Cuney in Cherokee County, Texas — The American South (West South Central)
In 1916 former Palestine banker H.L. Price moved to the community. Encouraged by the area's potential as a commercial and agricultural center for blacks, he directed formation of the Andy Real Estate Company. He was joined in the operation by his son Cuney Price, W.D. Thomas, J.Z. Thomas, W.A. Hall, and John Bragg. The firm renamed the town Cuney for Price's son, who was named for the prominent black business and state political leader Norris Wright Cuney.
Statewide promotion of the town resulted in rapid growth for Cuney, which soon included churches, stores, gins, sawmills, a railroad station, a hotel and a baseball team. Nelson Sneed donated land for the establishment of community schools.
Cuney declined after World War I as agricultural prices decreased and area residents moved to other towns for work. Today it serves as a reminder of the area's pioneers and the significant contribution they made to the heritage of Texas' black community.
Erected 1982 by Texas Historical Commission. (Marker Number 6636.)
Location. Click for map. Located near Post Office. Marker is in this post office area: Cuney TX 75759, United States of America.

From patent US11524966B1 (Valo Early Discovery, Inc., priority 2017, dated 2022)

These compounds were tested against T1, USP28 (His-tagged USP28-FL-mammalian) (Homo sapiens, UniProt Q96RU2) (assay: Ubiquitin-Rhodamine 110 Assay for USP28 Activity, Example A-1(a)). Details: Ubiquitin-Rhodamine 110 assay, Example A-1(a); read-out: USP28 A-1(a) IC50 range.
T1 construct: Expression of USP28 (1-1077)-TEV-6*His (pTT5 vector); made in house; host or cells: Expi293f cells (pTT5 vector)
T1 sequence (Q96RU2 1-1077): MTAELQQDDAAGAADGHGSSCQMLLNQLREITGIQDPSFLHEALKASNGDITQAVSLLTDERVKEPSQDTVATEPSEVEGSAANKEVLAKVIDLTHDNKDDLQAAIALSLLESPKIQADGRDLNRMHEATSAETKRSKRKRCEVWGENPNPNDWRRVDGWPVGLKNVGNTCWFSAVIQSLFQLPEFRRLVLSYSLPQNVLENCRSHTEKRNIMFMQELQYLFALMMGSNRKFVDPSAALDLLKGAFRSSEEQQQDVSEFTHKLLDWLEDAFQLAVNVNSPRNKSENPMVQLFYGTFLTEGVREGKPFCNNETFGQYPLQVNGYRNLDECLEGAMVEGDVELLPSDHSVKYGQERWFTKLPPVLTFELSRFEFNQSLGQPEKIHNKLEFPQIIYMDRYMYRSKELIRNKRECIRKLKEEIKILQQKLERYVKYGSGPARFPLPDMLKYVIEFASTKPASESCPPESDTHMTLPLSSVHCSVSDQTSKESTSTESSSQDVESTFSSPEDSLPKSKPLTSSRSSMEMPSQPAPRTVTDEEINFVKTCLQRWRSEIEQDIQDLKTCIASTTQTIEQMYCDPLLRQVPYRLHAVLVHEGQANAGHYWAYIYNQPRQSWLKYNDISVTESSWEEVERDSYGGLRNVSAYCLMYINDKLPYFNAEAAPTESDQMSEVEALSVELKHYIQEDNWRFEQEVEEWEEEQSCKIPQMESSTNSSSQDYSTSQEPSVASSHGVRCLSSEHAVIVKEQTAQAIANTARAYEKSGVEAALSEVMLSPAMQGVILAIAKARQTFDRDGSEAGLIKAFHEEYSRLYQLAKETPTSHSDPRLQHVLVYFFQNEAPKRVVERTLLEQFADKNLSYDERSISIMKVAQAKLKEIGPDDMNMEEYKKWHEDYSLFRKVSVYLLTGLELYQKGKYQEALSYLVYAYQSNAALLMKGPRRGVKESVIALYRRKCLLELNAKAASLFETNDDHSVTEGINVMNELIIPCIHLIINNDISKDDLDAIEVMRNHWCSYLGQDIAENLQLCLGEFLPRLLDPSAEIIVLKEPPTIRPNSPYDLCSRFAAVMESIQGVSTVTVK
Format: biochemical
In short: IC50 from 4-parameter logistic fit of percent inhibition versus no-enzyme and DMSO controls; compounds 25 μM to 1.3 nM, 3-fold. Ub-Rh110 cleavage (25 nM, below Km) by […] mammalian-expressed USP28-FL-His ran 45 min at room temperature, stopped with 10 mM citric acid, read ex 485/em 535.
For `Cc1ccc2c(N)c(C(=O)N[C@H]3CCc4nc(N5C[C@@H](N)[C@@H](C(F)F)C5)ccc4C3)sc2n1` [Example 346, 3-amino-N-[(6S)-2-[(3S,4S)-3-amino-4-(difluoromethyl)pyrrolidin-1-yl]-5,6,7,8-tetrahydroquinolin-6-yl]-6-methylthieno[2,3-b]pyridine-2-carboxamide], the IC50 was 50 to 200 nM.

Other nearby markers. At least 6 other markers are within 18 miles of this marker, measured as the crow flies. Old Neches Saline Road (approx. 6.6 miles away); Love's Lookout (approx. 8.1 miles away); Dewberry Plantation House (approx. 8.9 miles away); Camp of the Army of the Republic of Texas (approx. 8.9 miles away); Craft Baptist Church (approx. 13 miles away); First Baptist Church of Whitehouse (approx. 18 miles away).
Also see . . . Cuney - The Handbook of Texas Online. (Submitted on March 10, 2010, by Bill Pfingsten of Bel Air, Maryland.)
Categories. • African Americans • Settlements & Settlers •
Credits. This page originally submitted on , by Steve Gustafson of Lufkin, Texas. This page has been viewed 841 times since then and 75 times this year. Photos: 1, 2. submitted on , by Steve Gustafson of Lufkin, Texas. • Bill Pfingsten was the editor who published this page. This page was last revised on June 16, 2016.